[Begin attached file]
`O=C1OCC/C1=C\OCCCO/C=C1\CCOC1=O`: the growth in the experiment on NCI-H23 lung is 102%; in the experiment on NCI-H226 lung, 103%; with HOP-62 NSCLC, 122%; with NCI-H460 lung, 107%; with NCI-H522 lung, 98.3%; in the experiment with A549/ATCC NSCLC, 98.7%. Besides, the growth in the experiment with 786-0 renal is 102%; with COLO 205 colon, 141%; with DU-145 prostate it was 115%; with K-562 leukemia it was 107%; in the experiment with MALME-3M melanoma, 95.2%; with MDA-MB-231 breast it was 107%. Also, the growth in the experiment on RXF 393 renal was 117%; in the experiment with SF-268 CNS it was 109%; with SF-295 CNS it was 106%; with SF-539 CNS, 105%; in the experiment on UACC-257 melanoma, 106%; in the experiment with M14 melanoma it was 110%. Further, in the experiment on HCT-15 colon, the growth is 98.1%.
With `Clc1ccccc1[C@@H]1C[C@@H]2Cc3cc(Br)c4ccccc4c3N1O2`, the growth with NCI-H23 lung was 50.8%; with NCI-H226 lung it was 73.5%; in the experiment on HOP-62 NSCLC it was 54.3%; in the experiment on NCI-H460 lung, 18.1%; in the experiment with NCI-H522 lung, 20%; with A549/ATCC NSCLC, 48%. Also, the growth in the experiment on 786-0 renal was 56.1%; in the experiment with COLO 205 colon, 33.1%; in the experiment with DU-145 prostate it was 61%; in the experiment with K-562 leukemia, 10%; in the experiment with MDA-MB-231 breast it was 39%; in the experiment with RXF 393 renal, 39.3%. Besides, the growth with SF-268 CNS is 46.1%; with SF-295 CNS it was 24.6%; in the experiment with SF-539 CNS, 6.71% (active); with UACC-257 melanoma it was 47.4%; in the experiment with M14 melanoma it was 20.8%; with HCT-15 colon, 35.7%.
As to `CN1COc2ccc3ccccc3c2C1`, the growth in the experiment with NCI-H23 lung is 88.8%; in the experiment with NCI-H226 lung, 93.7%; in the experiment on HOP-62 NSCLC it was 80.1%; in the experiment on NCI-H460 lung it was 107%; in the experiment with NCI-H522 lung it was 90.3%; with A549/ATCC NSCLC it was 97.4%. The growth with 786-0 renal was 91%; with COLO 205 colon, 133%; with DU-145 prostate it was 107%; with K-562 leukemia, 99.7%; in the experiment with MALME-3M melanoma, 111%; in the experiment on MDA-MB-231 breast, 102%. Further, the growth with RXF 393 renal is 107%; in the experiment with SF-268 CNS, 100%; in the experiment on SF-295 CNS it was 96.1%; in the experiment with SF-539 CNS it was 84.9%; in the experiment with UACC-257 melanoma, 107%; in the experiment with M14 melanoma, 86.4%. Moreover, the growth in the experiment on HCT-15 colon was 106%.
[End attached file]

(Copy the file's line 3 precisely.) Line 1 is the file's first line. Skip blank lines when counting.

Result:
As to `CN1COc2ccc3ccccc3c2C1`, the growth in the experiment with NCI-H23 lung is 88.8%; in the experiment with NCI-H226 lung, 93.7%; in the experiment on HOP-62 NSCLC it was 80.1%; in the experiment on NCI-H460 lung it was 107%; in the experiment with NCI-H522 lung it was 90.3%; with A549/ATCC NSCLC it was 97.4%. The growth with 786-0 renal was 91%; with COLO 205 colon, 133%; with DU-145 prostate it was 107%; with K-562 leukemia, 99.7%; in the experiment with MALME-3M melanoma, 111%; in the experiment on MDA-MB-231 breast, 102%. Further, the growth with RXF 393 renal is 107%; in the experiment with SF-268 CNS, 100%; in the experiment on SF-295 CNS it was 96.1%; in the experiment with SF-539 CNS it was 84.9%; in the experiment with UACC-257 melanoma, 107%; in the experiment with M14 melanoma, 86.4%. Moreover, the growth in the experiment on HCT-15 colon was 106%.